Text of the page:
Pierre and Marie Curie

Maria Sklodowska was a Polish chemistry student who came to the Sorbonne in Paris to study. Young and beautiful, Marie (as she was known in France) caught the eye of Pierre Curie, head of a university lab. He fell in love and proposed many times, but Marie refused. Independent and profoundly dedicated to her work, Marie didn’t marry the ardent chemist until sure his passion for chemistry was as intense as his passion for her! Eventually he did, and as a team they uncovered the uncharted world of radioactive materials, and won a Nobel prize. Their love endured, as did their love for chemistry, even after Pierre’s death in 1906. Marie never remarried, continued their research, and became the first person to win a second Nobel Prize in 1911.

John and Abigail Adams

The future second president of the United States was a young lawyer when he fell in love with Abigail. Unusual for most women of that time, Abigail was educated and extremely involved in current events. There’s was a true relationship blending intellect and passionate love. Together for over fifty years, they were partners in every way possible. Abigail joined her husband on numerous diplomatic missions and was an active First Lady. When forced apart, the many letters exchanged, often addressed to “My Dearest Friend,” vividly prove the intense nature of their love. They had five children together, one of whom was John Quincy Adams, the 6th President of the United States.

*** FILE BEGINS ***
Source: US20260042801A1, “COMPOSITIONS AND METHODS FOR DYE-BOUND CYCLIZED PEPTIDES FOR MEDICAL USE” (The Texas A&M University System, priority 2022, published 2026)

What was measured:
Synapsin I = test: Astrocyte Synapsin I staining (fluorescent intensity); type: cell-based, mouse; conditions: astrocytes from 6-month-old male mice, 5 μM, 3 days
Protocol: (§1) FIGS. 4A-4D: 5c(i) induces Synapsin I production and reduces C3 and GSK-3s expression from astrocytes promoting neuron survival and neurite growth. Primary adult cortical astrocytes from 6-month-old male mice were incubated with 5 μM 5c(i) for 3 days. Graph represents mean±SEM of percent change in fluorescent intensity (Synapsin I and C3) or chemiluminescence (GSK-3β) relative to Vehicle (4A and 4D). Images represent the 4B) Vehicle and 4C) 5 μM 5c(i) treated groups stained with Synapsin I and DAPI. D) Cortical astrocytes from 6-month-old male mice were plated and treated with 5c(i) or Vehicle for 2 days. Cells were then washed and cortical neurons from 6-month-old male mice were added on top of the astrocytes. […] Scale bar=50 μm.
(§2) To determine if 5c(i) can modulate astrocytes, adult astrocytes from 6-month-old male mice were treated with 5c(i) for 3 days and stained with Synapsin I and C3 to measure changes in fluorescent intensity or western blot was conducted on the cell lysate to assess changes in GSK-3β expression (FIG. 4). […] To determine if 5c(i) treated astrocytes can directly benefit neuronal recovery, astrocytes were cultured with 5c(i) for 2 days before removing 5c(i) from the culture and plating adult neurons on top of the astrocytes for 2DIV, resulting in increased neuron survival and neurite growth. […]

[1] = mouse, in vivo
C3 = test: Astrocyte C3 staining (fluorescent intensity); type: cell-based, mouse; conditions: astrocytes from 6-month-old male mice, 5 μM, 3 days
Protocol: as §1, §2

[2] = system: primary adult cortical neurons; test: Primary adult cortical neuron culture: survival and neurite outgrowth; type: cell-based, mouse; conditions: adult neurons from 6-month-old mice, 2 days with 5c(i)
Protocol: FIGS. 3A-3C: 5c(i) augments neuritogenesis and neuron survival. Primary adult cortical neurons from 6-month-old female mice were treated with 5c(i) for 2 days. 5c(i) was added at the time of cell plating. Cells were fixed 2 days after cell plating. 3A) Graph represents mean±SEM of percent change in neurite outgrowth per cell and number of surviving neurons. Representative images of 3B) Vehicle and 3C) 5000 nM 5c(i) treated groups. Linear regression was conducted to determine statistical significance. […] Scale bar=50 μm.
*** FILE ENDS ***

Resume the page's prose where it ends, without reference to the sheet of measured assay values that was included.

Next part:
My Dearest Friend, 

…should I draw you the picture of my Heart, it would be what I hope you still would Love; tho it contained nothing new; the early possession you obtained there; and the absolute power you have ever maintained over it; leaves not the smallest space unoccupied. I look back to the early days of our acquaintance; and Friendship, as to the days of Love and Innocence; and with an indescribable pleasure I have seen near a score of years roll over our Heads, with an affection heightened and improved by time — nor have the dreary years of absence in the smallest degree effaced from my mind the Image of the dear untitled man to whom I gave my Heart…

Abigail to John, December 23, 1872